When I first considered speaking with Pablo Sandoval about his approach, it was somewhat tongue in cheek. Interview the Panda and Hunter Pence, have a few laughs. When I spoke with Giants PR about the idea, their PR rep said “I don’t even think Pablo has an approach.” With love, of course.
But how much depth could I get into with the man known as the Kung Fu Panda? Pablo Sandoval hits. That’s it. That’s the whole story.
Pablo Sandoval is a very unusual hitter but he’s also a very good hitter. It doesn’t matter how he gets them, the hits come. The hard hit balls find green or they find the seats. He’s a good hitter with a rare ability to hit baseballs most players are unable or unwilling to offer at. Pablo Sandoval isn’t the only good “bad ball” hitter in baseball. Vladamir Guerrero is a folk hero if not a god.
It is very easy to give in to the temptation of putting players into boxes. Good players do this, bad players do not. Walks are important because they mean a hitter didn’t make an out, but walks are not the be all and end all – they are a means to an end.
But the joke is on me and everyone else who celebrates studious ballplayers for their cerebral approach to their craft while chiding the “from the heels” insanity of players like Sandoval. It takes all kinds.
Sure, it’s fun that Glen Perkins and Brandon McCarthy dip their toes into DIPS theory, but the reality is they had little choice. Even previous My Approach subject Jose Bautista was halfway out of baseball before a new approach and few swing changes unleashed the slugger within.
For every diligent slugger with a dog-eared book full of scouting reports and encyclopedia knowledge of tendencies and probailities, there are guys who just hit falling out of bed. Guys who put the bat on the ball come hell or high water. Guys who work to keep their swing performing like a well-oiled machine and just let their instincts and eye balls do the rest.
Maybe their approach isn’t sustainable. Perhaps the moment their body betrays them and some of that preternatural hand-eye coordination slips and their batspeed lags, they’re on the fast track out of baseball.
He also has two World Series rings, a World Series MVP trophy, and became only the fourth man in baseball history to hit three home runs in a World Series game this past October. Those count, too.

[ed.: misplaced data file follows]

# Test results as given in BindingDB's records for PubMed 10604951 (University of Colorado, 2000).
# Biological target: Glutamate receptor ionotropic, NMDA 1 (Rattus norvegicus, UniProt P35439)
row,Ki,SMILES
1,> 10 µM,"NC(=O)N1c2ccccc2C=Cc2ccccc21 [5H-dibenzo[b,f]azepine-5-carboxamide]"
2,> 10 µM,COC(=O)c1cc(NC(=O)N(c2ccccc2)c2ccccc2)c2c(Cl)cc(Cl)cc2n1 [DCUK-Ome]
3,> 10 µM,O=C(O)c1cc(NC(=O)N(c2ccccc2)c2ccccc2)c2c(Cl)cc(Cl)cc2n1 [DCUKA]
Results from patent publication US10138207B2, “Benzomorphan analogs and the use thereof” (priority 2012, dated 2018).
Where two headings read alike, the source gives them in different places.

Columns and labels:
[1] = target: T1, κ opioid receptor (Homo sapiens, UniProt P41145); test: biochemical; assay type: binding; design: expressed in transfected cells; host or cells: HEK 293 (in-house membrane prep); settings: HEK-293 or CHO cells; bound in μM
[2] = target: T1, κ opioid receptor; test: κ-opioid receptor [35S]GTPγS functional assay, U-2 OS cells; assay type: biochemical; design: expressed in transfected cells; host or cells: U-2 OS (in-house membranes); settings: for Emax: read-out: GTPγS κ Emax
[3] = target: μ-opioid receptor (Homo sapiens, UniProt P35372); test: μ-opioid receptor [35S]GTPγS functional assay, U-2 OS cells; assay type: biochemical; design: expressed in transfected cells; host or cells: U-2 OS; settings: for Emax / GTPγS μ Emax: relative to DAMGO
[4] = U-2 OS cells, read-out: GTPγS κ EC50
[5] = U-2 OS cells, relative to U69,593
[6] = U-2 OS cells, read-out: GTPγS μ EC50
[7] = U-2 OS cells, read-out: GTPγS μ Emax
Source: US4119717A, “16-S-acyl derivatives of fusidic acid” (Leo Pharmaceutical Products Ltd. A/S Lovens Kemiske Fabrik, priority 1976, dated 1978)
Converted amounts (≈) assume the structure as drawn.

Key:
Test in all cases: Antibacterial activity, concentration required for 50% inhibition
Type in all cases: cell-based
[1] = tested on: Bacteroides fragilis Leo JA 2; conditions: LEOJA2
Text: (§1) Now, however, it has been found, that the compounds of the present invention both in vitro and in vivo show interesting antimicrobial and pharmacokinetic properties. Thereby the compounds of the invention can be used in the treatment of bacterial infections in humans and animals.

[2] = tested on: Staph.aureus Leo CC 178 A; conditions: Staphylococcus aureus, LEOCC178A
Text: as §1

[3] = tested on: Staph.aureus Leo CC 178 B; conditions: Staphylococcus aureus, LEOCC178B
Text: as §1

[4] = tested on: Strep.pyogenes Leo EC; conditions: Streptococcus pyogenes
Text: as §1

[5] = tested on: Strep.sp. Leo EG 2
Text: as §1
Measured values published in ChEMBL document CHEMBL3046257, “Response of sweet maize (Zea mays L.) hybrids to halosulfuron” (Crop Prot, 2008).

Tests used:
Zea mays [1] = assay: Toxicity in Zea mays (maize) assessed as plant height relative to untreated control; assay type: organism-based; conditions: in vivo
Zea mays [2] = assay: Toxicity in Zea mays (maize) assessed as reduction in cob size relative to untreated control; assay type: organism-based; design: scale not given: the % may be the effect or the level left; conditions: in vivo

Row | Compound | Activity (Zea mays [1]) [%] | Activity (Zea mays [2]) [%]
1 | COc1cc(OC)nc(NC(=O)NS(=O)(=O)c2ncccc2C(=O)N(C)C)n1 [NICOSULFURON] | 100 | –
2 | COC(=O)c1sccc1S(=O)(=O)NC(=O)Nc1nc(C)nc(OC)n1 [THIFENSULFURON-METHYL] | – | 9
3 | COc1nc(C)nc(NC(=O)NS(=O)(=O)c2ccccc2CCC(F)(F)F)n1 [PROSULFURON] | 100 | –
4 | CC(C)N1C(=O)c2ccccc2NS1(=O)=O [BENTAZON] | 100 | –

Getting Blanked: Do you do a lot of video work before games?
Pablo Sandoval – Nope.
GB – No?
PS – I’m a simple guy. I just go out there and do my simple routine before every game with a pitching machine. And that’s what I do before every game.
GB – If you’re swinging the bat well, do you change things up a little bit?
PS – It stays the same. I still do the same things if I’m swinging good or swinging bad. This routine keeps me focused on the game.
GB – As a switch hitter, do you approach your left-handed and right-handed swings the same way?
PS – I treat the two swings differently. From the left side, I work with the pitching machine. For my right side, I work with the hitting coach.
GB – What do you want to know about a pitcher before you face him?
PS – Nothing. You just go in there and see how he’s going to pitch me. I watch how he pitches me in my first at bat and then I try to make an adjustment after that.
GB – Then you just…”let it go?”
PS – I just let it go.
GB – What about as the count changes, as you get behind for example?
PS – I just work on the count. I don’t want to strike out.
For a power hitter, Pablo Sandoval strikes out rarely. He is one of only seven players to strike out in fewer than 14% of his plate appearances while hitting for power (ISO greater than .180) The company he keeps is very impressive indeed.
He does expand his zone with two strikes but uses his seemingly natural ability to make contact and keep from striking out. The contact he makes his hardly cheap, as well. Sandoval’s .287 wOBA with two strikes ranks him in the top 30 league-wide in these situations.
GB – Do you ever try to guess?
PS – Nope. I see the ball, I hit the ball. I’m a simple guy.
This is a simple distillation of the Pablo Sandoval experience. I see the ball, I hit the ball. It doesn’t appear to matter where the ball is thrown, either. The Panda has hit .276/.381/.418 on pitches out of the zone since 2010 (that ranks him in the top three in batting average and slugging percentage in all of baseball over that time).
He makes more hard contact on balls out the zone. Which is really the name of the game: put the round bat on the round ball and hit it hard somewhere, preferably into the seats if possible.
Grant Brisbee at McCovey Chronicles and Sam Miller (pinch hitting at MCC) both showed just how extreme Sandoval’s plate coverage/willingness to swing at anything really is. Swinging at balls isn’t ideal as it represents a deviation from the standard operating procedure. Why swing at a pitch that isn’t a strike?
If not defending the strike zone, what is a batter doing at the plate? Pablo Sandoval seems determined to do more than defend the strike zone and his valuable out – he wants to launch an offensive.
There are video highlights throughout this post showing Pablo Sandoval hitting pitches farther than should be allowed. Just as easily, this post could contain GIFs and highlights at Sandoval flailing at balls in the dirt or swinging through fastballs at his eyes.
Such is the Pablo Sandoval experience. Maddening yet amazing. Until it just becomes full-time maddening, taking years off the lives of Giants fans the world over.
Who has the best approach? Who do you like to watch?
PS – I like to see Buster (Posey) hit in BP. He never pulls the ball, he just works the other way. It’s the same approach he takes to the game.
Who did you watch growing up that inspires you still today?
PS – Andres Galarraga. He was the big guy and he could hit anything.
Hat tip to Fangraphs and ESPN Stats & Info for a helping hand.